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Want to raise ceiling of mid 60s Southern Calfiornia ranch home

diyn00b's picture

I am interested in purchasing this fixer upper, but one thing about it that I am not sure can be "fixed" is the low ceiling.

I have read about people raising the ceiling online but I am not sure if this can be done on this home and what the estimated cost would be.

Just to give some background, this is a single story ranch home is located in Southern California (Orange County) and was built in the mid 60s.  Over 3000 sq ft. The listing information says it's a flat roof, but the roof actually has a 15 maybe 20 degree pitch.

I am hoping the experts here can tell me, based on the age and location of the house, what type of construction the roof probably has and thus my options, along with a very broad cost estimate if possible.


Thanks!

Much more information is (post #215353, reply #1 of 4)

Much more information is needed before anyone, near you or far away, can offer advice. Please post photos. My sense is that the roof is rafter-framed. In that case, you could, conceivably, demolish the interior ceiling and joists, and frame new ceiling joists higher up. The IRC 2012 tells you what percentage of habitable space can have a ceiling that falls between the minimum and standard height. The other thing you want to consider relates to bearing and directional forces. You may be required to beef up (stiffen) the area where ceiling joists and rafters meet. This is not a DYSer proposition! PLEASE SEE A STRUCTURAL ENGINEER.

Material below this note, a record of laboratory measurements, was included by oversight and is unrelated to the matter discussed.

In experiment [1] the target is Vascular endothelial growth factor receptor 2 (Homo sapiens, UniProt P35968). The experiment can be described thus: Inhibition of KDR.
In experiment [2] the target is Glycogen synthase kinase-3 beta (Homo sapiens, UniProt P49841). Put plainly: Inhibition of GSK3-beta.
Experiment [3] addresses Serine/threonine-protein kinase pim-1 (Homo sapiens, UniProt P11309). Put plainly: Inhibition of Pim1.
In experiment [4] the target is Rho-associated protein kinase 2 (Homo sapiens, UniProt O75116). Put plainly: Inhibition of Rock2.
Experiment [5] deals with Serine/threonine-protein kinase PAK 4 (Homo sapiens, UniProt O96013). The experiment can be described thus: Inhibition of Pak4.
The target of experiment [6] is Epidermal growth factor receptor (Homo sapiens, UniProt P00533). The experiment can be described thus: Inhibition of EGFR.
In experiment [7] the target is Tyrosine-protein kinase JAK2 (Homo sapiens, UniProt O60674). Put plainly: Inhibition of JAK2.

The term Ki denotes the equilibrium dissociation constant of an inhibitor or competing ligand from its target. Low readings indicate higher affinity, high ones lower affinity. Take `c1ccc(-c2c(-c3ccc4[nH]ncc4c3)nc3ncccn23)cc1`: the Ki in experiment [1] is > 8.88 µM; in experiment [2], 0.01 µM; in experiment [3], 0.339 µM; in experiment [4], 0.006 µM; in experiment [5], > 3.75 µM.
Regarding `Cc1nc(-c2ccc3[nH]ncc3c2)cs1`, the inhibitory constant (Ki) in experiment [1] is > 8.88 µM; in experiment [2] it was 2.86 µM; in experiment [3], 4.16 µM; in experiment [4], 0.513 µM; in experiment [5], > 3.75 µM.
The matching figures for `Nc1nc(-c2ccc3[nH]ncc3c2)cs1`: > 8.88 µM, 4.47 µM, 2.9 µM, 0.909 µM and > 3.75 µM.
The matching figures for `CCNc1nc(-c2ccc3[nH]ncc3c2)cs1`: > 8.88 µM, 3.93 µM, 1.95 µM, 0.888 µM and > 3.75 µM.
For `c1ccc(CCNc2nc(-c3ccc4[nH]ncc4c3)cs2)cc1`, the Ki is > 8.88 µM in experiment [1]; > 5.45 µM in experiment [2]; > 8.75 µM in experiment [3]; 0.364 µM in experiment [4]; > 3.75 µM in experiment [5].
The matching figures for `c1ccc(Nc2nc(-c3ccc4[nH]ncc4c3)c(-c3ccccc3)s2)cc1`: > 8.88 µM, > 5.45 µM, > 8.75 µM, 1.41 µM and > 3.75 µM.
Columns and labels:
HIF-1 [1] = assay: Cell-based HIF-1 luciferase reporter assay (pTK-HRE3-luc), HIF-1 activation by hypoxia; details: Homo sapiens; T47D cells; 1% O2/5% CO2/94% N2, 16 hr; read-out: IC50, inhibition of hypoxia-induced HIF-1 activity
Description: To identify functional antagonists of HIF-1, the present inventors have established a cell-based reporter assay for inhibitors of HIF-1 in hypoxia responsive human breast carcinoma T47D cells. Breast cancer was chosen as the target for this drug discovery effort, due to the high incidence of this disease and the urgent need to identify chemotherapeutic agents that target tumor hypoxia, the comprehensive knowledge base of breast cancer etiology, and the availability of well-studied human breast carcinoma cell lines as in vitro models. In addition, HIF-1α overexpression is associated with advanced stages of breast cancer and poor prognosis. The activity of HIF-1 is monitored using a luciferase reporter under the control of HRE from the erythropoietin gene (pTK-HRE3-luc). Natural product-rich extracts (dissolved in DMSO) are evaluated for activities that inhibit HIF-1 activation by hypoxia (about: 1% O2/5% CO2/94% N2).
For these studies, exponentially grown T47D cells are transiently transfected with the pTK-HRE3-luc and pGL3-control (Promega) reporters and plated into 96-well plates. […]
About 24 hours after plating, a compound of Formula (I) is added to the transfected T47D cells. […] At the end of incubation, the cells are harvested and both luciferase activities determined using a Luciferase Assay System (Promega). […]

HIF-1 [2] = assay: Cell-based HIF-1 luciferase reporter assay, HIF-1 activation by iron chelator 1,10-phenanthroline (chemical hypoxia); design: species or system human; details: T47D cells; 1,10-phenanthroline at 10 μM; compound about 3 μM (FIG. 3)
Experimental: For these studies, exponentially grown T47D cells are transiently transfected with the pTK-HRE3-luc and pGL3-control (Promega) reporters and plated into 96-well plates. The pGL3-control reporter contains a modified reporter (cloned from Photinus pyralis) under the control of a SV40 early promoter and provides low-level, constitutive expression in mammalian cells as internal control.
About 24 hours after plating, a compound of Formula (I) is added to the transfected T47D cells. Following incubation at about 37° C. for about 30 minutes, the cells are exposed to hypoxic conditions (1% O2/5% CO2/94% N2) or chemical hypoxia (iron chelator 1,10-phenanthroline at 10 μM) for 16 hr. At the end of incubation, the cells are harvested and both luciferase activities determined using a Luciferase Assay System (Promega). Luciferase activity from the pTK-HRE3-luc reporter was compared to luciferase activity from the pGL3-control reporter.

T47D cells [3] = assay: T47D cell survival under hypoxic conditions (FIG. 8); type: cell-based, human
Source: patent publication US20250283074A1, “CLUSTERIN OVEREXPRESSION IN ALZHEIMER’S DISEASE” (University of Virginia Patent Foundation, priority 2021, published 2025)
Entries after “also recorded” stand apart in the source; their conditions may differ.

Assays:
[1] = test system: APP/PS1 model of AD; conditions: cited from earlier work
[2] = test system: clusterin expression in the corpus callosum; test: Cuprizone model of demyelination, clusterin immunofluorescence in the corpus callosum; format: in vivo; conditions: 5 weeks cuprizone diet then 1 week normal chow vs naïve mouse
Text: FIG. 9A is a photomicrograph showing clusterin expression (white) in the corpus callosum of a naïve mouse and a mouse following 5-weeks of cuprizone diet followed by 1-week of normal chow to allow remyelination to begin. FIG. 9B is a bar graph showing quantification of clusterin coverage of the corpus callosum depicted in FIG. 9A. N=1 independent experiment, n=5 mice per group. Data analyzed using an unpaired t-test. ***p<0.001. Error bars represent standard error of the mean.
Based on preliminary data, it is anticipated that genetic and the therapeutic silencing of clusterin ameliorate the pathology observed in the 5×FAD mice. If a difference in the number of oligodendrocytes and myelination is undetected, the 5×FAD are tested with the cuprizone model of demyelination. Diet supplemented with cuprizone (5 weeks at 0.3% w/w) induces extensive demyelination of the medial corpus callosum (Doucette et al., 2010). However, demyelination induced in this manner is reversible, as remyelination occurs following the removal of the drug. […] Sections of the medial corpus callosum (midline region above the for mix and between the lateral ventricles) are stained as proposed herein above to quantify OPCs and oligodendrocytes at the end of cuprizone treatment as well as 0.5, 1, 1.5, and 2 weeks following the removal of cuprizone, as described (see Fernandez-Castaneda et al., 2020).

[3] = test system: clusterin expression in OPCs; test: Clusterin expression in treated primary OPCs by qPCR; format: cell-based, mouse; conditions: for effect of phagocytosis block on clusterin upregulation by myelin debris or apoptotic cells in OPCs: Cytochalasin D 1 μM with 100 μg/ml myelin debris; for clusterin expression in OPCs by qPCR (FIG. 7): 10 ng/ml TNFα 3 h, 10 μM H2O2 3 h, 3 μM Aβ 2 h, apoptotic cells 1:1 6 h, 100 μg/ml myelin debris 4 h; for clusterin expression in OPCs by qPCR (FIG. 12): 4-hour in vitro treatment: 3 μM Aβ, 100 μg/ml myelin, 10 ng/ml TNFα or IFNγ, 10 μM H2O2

If your roof is trussed (I doubt it), you face an entirely different scenario. Either way, don't do anything until you have a code-compliant plan and a building permit. 

Mel Fros froscarpentry.com

You would have a (post #215353, reply #2 of 4)

You would have a conventionally framed roof  with little to no attic. Unless you are buying the house for pennies on the dollar raising the roof would be prohibitively expensive. You'd virtually be rebuilding the entire house. 

Florida Licensed Building Contractor, 50 years experience in commercial remodeling, new homes, home remodeling and repairs and all types building maintenance.

It all comes down to: Given (post #215353, reply #3 of 4)

It all comes down to:

Given enough time and money, you CAN do nearly anything....the real question is SHOULD you do something......

In many cases, the answer, to the real question is HECK NO you should'nt do this.

 

Also find it funny, you get in New England and many historic homes have 6.5 foot or 7 foot ceilings.  Less volume is less to heat.  get to other areas and what I presume to be an 8 foot ceiling is too low.

Exactly! (post #215353, reply #4 of 4)

Exactly!

Florida Licensed Building Contractor, 50 years experience in commercial remodeling, new homes, home remodeling and repairs and all types building maintenance.